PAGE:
This report seeks Members consideration as to whether and how planning policy might intervene to reduce further losses in the retail sector and to consider the wider role of town centres and whether more flexibility is required to enable a wider range of activities.
The report presented to the Committee outlined the need for Members’ to consider the possible intervention of planning policy to help reduce further losses in the retail sector experienced in town centres over recent years and whether flexibility was required to encourage a wider range of activities, including leisure, housing and community uses.
Members’ attention was drawn to the introduction by Central Government of the new E Use Class that encompasses a whole range of town centre uses allowing buildings to move freely between them but also has a significant bearing on current policies that protect them.
Non-Committee Member comments included:
· There is a need to make our town centres cycle friendly and provide more green infrastructure such as bicycle sheds for people who live in flats in town centres;
· The need to encourage ebike hire schemes in our town centres;
· Concerns raised about the viability of town centres due to the growth of second homes as holiday homes which reduces footfall;
· Reference was made to paragraph 2.10.3 – retailers high fixed costs: business rates and rents and paragraph 2.14 – the build back better high streets in which although the Government recognises the impact of business rates does absolutely nothing to redress the balance;
· Suggestion to incorporate the Queen’s Drive Space into the section of ‘promote and encourage element’ on page 73 to encourage more visitors;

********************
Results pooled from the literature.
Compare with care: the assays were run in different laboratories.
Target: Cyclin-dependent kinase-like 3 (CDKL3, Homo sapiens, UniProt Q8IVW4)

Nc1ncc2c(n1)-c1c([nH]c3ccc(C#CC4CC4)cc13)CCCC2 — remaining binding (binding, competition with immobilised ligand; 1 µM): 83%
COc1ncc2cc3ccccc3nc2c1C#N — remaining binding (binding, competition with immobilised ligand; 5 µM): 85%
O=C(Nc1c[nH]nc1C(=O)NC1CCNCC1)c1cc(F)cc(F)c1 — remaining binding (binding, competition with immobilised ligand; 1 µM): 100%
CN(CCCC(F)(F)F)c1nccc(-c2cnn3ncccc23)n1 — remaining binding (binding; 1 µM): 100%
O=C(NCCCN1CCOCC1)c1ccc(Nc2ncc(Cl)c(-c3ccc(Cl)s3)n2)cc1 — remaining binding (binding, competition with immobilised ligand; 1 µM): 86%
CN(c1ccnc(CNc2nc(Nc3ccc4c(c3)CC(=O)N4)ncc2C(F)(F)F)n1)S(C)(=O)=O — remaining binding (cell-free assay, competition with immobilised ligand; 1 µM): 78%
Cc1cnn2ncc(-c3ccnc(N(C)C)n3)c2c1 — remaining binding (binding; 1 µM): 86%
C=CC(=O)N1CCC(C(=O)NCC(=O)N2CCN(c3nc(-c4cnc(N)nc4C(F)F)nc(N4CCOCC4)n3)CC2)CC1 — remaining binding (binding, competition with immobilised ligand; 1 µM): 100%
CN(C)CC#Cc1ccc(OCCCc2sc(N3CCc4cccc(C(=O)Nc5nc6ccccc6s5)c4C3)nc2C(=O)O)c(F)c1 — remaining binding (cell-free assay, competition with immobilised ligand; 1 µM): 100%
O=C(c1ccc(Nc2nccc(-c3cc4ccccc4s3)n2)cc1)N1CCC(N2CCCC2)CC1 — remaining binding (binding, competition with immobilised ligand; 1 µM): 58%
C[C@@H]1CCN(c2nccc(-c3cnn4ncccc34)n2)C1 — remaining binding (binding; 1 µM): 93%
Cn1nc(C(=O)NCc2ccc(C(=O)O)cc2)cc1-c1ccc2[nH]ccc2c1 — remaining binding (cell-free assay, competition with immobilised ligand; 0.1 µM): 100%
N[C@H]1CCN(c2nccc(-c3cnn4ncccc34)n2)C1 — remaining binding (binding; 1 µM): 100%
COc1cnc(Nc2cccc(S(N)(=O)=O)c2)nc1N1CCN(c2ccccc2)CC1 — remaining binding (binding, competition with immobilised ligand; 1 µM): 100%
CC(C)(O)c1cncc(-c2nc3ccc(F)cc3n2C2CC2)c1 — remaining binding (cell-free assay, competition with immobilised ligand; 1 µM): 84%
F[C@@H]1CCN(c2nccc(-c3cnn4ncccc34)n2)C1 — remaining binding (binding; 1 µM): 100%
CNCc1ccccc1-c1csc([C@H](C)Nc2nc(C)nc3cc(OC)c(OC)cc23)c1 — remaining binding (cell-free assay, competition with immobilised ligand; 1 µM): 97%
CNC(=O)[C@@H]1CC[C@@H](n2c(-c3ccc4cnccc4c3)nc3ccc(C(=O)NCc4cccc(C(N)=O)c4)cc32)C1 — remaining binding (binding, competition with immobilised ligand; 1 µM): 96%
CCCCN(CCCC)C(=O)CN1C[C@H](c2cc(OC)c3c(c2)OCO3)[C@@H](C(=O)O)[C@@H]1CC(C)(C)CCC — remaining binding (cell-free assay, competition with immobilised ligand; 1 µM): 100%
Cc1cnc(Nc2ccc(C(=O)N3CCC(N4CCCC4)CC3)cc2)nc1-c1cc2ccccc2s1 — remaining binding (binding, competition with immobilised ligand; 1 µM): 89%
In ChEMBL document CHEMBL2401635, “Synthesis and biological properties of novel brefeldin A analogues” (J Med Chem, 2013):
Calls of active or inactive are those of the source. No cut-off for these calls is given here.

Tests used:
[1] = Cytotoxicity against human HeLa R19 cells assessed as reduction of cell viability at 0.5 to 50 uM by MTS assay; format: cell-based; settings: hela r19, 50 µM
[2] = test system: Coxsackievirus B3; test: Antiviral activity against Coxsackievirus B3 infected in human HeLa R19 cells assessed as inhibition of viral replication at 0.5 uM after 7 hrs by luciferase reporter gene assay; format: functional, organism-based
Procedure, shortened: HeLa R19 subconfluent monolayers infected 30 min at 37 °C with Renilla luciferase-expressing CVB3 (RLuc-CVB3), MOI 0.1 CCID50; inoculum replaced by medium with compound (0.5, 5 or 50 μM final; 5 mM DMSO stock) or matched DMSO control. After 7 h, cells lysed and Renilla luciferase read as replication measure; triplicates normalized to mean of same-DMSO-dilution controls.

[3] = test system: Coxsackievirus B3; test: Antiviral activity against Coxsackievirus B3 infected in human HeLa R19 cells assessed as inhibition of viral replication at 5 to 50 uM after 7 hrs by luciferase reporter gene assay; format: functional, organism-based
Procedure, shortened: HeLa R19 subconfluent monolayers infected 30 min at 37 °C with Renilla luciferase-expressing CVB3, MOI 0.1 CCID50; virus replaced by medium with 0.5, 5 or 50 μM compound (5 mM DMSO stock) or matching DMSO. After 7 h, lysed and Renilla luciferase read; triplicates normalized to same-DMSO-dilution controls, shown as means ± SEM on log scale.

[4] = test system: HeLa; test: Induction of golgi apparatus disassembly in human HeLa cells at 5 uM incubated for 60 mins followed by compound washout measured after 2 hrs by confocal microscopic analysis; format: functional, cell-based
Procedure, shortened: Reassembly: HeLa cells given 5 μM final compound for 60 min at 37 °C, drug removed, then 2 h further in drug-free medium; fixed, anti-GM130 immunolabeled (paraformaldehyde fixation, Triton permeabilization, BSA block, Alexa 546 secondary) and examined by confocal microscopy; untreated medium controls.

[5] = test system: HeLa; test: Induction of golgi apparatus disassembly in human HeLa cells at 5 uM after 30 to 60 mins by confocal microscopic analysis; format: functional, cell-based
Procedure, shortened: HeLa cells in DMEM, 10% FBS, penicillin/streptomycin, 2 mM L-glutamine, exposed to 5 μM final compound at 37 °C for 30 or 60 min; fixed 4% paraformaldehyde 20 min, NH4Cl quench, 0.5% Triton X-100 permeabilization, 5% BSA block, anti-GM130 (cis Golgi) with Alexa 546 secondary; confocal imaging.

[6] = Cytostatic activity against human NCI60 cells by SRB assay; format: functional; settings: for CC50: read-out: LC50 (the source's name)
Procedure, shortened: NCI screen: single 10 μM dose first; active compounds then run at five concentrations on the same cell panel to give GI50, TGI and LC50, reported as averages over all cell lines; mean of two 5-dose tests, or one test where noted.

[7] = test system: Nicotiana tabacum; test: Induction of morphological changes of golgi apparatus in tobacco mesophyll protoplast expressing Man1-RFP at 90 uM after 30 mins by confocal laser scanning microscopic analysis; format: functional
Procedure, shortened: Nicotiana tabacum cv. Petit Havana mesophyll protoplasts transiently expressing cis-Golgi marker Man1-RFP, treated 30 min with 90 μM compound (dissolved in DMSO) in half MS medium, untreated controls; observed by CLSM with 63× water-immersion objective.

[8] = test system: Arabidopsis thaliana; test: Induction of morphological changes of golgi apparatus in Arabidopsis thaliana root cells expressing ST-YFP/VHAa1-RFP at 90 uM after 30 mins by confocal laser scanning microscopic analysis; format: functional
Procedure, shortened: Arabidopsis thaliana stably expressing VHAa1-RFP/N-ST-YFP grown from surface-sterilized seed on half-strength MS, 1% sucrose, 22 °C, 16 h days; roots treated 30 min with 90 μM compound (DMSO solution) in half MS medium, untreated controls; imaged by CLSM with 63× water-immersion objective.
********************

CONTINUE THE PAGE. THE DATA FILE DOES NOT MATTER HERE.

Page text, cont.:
· Concerns raised about developers that want to take retail space and turn it into residential space.
Committee Member discussion included:
· The importance of the Urban Capacity Study that looks at increasing the number of homes in our town centres to increase vibrancy and vitality in our town centres. The need to consider how to save shops while still increasing the number of homes;
· The need to look at density from a policy point of view;
· The Strand in Exmouth has a lot of upward development. There are shops and offices that have residential over;
· There is a need to adapt to change and allow town centres to adapt to change; Seeing an increase in leisure use with cafes expanding out onto pavements. In response the Service Lead – Planning Strategy and Development Management advised that Central Government were in the process of making all temporary uses such as outdoor seating areas permanent which would help businesses in the town centre. He also referred to the Class E Use which would also add to that flexibility;
· The importance of prioritising pedestrians and cyclists when looking at development in our high streets and referred to a report by Living Streets;
· Support for Promote and Encourage Element within paragraph 5.2 and that all three Elements mesh together;
· The importance of reducing car access to our high streets and focus on public transport access;
· Encourage high street furniture;
· Clarification sought on why the Portfolio Holder for Economy and Assets was not included as a contributor. In response the Service Lead – Planning Strategy and Development Management apologised for the error and advised more care in report writing would be taken in the future;
· Clarification sought on paragraph 2.2. In response the Service Lead – Planning Strategy and Development Management advised it was the Cranbrook DPD that was progressing and apologised for the confusion;
· There is no question that town centres have to change and that they will change for ever but there is a need for flexibility to encourage people into towns.
Strategic Planning Committee:
1. Endorsed that the issues raised in this report are be used to inform more detailed work to be undertaken on the draft plan.
2. Considered each of the elements to town centre policy referred to in paragraph 5.2 of the report and advised which elements they would in principle support.